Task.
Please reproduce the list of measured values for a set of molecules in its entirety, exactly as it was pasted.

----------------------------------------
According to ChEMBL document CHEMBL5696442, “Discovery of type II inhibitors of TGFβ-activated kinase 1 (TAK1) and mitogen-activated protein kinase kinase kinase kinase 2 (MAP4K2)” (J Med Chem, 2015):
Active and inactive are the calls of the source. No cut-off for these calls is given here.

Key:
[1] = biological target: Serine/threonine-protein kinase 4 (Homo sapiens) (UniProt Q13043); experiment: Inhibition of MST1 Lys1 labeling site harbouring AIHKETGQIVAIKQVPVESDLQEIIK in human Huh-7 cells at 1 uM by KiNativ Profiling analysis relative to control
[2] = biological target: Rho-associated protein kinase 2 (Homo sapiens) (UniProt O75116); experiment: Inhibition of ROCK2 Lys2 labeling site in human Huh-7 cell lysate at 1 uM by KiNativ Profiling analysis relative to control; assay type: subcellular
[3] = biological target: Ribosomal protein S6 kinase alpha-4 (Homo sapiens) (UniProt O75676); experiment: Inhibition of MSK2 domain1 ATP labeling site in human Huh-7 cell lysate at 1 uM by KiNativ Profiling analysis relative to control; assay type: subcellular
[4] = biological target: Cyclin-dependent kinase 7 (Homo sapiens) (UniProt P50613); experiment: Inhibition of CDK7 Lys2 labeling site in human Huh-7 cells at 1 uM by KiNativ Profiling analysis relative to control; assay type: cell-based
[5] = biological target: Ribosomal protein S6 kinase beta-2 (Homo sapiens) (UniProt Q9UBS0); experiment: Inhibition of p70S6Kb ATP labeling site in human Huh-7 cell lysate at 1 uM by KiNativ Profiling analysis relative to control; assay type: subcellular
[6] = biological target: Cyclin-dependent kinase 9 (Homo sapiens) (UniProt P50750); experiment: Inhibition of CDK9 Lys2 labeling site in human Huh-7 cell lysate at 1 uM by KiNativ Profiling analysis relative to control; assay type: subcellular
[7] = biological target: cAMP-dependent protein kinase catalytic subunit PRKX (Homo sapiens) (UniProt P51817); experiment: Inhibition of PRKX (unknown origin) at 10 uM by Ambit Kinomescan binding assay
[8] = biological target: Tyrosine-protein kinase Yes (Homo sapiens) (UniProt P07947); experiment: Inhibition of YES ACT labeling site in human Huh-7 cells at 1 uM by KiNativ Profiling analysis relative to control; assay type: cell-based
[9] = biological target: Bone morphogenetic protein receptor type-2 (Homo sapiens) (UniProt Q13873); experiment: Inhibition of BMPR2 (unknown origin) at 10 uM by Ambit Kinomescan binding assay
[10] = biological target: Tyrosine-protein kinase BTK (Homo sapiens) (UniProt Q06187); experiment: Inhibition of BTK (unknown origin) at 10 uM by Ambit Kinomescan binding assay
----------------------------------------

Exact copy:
According to ChEMBL document CHEMBL5696442, “Discovery of type II inhibitors of TGFβ-activated kinase 1 (TAK1) and mitogen-activated protein kinase kinase kinase kinase 2 (MAP4K2)” (J Med Chem, 2015):
Active and inactive are the calls of the source. No cut-off for these calls is given here.

Key:
[1] = biological target: Serine/threonine-protein kinase 4 (Homo sapiens) (UniProt Q13043); experiment: Inhibition of MST1 Lys1 labeling site harbouring AIHKETGQIVAIKQVPVESDLQEIIK in human Huh-7 cells at 1 uM by KiNativ Profiling analysis relative to control
[2] = biological target: Rho-associated protein kinase 2 (Homo sapiens) (UniProt O75116); experiment: Inhibition of ROCK2 Lys2 labeling site in human Huh-7 cell lysate at 1 uM by KiNativ Profiling analysis relative to control; assay type: subcellular
[3] = biological target: Ribosomal protein S6 kinase alpha-4 (Homo sapiens) (UniProt O75676); experiment: Inhibition of MSK2 domain1 ATP labeling site in human Huh-7 cell lysate at 1 uM by KiNativ Profiling analysis relative to control; assay type: subcellular
[4] = biological target: Cyclin-dependent kinase 7 (Homo sapiens) (UniProt P50613); experiment: Inhibition of CDK7 Lys2 labeling site in human Huh-7 cells at 1 uM by KiNativ Profiling analysis relative to control; assay type: cell-based
[5] = biological target: Ribosomal protein S6 kinase beta-2 (Homo sapiens) (UniProt Q9UBS0); experiment: Inhibition of p70S6Kb ATP labeling site in human Huh-7 cell lysate at 1 uM by KiNativ Profiling analysis relative to control; assay type: subcellular
[6] = biological target: Cyclin-dependent kinase 9 (Homo sapiens) (UniProt P50750); experiment: Inhibition of CDK9 Lys2 labeling site in human Huh-7 cell lysate at 1 uM by KiNativ Profiling analysis relative to control; assay type: subcellular
[7] = biological target: cAMP-dependent protein kinase catalytic subunit PRKX (Homo sapiens) (UniProt P51817); experiment: Inhibition of PRKX (unknown origin) at 10 uM by Ambit Kinomescan binding assay
[8] = biological target: Tyrosine-protein kinase Yes (Homo sapiens) (UniProt P07947); experiment: Inhibition of YES ACT labeling site in human Huh-7 cells at 1 uM by KiNativ Profiling analysis relative to control; assay type: cell-based
[9] = biological target: Bone morphogenetic protein receptor type-2 (Homo sapiens) (UniProt Q13873); experiment: Inhibition of BMPR2 (unknown origin) at 10 uM by Ambit Kinomescan binding assay
[10] = biological target: Tyrosine-protein kinase BTK (Homo sapiens) (UniProt Q06187); experiment: Inhibition of BTK (unknown origin) at 10 uM by Ambit Kinomescan binding assay